This document was signed by Samuel, William, Joseph and Margaret Willcoxson (note they spelled with two ll's with the "son"). The witnesses to the document were Joseph Pettebone, Samuel Tuller and Joseph Strickland. There is a subsequent notation to the effect that the home place of Samuel Sr, was set aside to the use and proprietorship of Margaret Willcoxson, the daughter.
Child of Samuel Wilcoxson and Mindwell Griffin is:
  3300 i.   Samuel Wilcoxson, born April 15, 1666 in Windsor, Connecticut; died September 13, 1713 in Simsbury, Connecticut; married Hannah Rice.

      6602. Richard Rice, born 1608; died April 16, 1709 in Concord, Middlesex, MA. He married 6603. Mary.

      6603. Mary, born 1613.

Notes for Richard Rice:
"Richard Rice of Concord, MA," NEHGS "Register," Vol 112, pg. 67.

Notes for Richard Rice:
His origin is unknown, however the presence of Emund Rice of neighboring Sudbury might suggest a possible relationship.
Richard is found first in Cambridge, MA in 1636 and then in Concord, MA in the same year. He is made a freeman in Concord
on June 2, 1641. He left few records, he did, however, convey land to his son Peter in 1695 which he signed with his mark,
while his wife Elizabeth signed her name. The births of only two of his children have yet to be found in records, it is
probable though, that all of his children were born in America. When Richard died in 1709 it is claimed that he was 100 years
old, records in previous years give evidence that he was indeed 100 years old at his death.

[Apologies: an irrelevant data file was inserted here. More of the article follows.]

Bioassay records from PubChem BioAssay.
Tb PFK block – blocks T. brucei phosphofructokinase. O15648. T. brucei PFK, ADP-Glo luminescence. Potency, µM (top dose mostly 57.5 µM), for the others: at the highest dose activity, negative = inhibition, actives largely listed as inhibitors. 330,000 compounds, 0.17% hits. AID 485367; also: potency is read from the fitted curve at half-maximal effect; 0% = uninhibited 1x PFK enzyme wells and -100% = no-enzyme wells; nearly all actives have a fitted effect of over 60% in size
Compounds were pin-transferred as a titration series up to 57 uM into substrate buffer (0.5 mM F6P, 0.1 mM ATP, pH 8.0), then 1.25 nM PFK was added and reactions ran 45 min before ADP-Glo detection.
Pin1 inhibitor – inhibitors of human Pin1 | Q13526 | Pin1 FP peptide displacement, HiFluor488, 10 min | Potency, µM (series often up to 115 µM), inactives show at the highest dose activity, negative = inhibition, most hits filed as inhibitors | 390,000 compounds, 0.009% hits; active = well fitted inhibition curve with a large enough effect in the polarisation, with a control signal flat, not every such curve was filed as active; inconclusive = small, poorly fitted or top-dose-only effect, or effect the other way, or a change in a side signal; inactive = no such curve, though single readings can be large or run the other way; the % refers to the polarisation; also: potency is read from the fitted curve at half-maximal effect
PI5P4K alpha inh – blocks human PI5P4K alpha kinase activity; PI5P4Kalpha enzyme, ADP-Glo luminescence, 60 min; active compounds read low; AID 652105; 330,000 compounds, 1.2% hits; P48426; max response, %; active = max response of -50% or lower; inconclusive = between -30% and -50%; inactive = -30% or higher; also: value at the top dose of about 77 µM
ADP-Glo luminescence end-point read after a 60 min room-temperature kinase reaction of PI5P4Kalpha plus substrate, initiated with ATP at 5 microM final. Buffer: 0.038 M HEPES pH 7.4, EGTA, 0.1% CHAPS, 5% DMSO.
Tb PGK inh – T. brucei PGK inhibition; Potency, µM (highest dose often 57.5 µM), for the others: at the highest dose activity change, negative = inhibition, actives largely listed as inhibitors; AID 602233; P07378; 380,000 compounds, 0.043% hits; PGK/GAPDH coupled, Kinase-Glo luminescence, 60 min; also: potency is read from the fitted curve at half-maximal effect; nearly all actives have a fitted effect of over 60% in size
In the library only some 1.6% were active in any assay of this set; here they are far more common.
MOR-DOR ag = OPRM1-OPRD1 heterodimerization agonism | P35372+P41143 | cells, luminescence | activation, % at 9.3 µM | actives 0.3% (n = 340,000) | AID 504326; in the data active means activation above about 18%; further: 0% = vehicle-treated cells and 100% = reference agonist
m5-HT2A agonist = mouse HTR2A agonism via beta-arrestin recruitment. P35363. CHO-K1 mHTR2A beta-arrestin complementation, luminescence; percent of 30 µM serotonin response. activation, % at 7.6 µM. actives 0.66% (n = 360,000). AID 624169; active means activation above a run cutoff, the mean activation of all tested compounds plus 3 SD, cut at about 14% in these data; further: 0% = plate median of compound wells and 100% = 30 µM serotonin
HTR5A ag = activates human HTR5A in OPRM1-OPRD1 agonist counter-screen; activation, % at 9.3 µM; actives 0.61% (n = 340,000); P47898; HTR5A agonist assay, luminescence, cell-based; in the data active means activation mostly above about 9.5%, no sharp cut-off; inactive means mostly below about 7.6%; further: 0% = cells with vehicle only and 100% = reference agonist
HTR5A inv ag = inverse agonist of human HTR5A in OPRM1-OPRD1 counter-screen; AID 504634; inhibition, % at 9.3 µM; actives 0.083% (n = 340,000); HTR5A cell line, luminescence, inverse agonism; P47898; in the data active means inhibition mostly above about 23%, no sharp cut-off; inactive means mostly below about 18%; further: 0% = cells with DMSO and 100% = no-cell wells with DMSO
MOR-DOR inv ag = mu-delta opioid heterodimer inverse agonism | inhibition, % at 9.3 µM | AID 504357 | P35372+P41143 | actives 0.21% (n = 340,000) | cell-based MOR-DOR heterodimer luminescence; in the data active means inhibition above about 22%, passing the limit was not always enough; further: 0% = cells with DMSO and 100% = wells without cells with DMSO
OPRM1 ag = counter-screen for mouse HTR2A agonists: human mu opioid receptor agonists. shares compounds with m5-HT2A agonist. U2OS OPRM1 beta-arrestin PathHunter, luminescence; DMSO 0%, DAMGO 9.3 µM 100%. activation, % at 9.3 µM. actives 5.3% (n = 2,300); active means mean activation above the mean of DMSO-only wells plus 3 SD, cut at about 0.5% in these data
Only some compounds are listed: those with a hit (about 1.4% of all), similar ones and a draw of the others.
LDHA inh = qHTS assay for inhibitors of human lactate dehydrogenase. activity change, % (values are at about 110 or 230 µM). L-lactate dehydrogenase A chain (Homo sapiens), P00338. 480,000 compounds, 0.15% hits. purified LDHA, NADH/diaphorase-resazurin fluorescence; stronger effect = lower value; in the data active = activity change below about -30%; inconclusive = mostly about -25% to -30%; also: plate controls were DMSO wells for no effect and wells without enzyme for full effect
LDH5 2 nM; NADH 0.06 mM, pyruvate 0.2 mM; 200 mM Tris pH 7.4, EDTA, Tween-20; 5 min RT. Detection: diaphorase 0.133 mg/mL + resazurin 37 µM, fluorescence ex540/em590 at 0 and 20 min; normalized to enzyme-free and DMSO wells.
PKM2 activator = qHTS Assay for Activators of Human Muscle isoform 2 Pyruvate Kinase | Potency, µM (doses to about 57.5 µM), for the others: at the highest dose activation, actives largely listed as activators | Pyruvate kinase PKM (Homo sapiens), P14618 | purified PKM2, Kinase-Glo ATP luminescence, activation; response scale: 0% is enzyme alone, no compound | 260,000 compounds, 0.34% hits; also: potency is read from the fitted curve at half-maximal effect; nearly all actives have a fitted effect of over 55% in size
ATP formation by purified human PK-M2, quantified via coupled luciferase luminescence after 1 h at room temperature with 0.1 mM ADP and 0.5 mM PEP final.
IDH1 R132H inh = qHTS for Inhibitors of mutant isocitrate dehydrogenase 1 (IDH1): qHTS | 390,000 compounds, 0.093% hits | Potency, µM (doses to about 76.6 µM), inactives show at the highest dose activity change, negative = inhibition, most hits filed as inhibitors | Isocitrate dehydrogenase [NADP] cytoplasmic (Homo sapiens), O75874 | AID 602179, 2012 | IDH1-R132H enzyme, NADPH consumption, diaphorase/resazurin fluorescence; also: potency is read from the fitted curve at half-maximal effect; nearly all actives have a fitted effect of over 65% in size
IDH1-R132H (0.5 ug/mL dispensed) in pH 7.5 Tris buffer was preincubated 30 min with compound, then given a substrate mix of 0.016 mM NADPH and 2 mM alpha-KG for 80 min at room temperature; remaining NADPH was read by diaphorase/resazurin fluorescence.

Elizabeth Rice appeared in court on a warrant as a witness concerning her son-in-law Phillip Reade on July 5, 1671. Reade
admitted "that the name of Christ was mentioned", but denied that blasphemy was committed. Elizabeth would say nothing and
Reade was committed that day to prison and on July 12 was transferred by warrant to Boston jail with the following
indictment: "Philip Reade of Concord Chirurgeion or practitioner in Phisick: for not having the feare of God before
his eyes & being Instigated by the divill did sometime in May last Blaspheme the holy name of Christ & alsoe on a motion then
& there made to pray to God for his wife then sick blasphemously Cursed bidding the Divill take yo' & yo' praye".
One witness testified that Philip Reade blamed his mother-in-law ("the Devill take her for shee had brought him to
(illegible)"). On April 30, 1672, the matter is apparently ended when it is found that "Philip Reade of Concord presented
for Swearing and cursing, the presentment not being fully proved though not without Strong Suspicion of his being guilty".

____________________ 3

Was in Cambridge briefly in 1636, then moved to Concord MA in 1636. In 1684 made testimony in regard to the settlement of Concord. This was the year of distress when the colonists were told that their lands were forfeit to the King. Had two wives, first named Elizabeth, second named Mary. Richard was last survivor of the original settlers of Concord and lived in a house on Lexington Road. He died 1709, about same time as daughter Abigail and four granchidren. Some of his descendants may have migrated from Concord to the valley of the Connecticut as far as Saybrook. Other settlements in Sharon, Simsbury and Granby.